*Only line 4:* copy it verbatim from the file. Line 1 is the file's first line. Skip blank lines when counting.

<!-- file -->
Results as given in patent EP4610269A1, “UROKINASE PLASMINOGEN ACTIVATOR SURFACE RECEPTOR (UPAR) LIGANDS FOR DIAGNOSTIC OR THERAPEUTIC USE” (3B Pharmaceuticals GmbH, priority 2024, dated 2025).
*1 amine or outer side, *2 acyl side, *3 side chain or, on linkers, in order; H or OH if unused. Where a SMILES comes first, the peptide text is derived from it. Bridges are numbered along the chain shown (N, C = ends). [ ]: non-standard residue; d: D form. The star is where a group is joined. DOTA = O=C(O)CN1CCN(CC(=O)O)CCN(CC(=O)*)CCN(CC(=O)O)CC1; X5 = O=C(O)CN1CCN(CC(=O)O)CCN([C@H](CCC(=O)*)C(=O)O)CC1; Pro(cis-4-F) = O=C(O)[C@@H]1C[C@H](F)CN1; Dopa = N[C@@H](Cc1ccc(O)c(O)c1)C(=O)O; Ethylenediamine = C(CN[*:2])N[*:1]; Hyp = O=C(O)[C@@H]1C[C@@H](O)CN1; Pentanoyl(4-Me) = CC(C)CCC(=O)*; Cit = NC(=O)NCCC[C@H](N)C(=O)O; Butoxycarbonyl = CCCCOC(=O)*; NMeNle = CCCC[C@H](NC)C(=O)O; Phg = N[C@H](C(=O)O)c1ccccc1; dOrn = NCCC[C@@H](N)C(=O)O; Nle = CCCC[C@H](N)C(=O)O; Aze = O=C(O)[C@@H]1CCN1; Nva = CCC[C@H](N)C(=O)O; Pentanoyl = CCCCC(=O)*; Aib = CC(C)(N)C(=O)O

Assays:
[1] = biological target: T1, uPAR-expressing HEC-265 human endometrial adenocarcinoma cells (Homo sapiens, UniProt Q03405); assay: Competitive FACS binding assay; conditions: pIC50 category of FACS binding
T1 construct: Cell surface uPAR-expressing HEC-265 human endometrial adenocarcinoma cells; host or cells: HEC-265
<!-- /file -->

[1] = biological target: T1, uPAR-expressing HEC-265 human endometrial adenocarcinoma cells (Homo sapiens, UniProt Q03405); assay: Competitive FACS binding assay; conditions: pIC50 category of FACS binding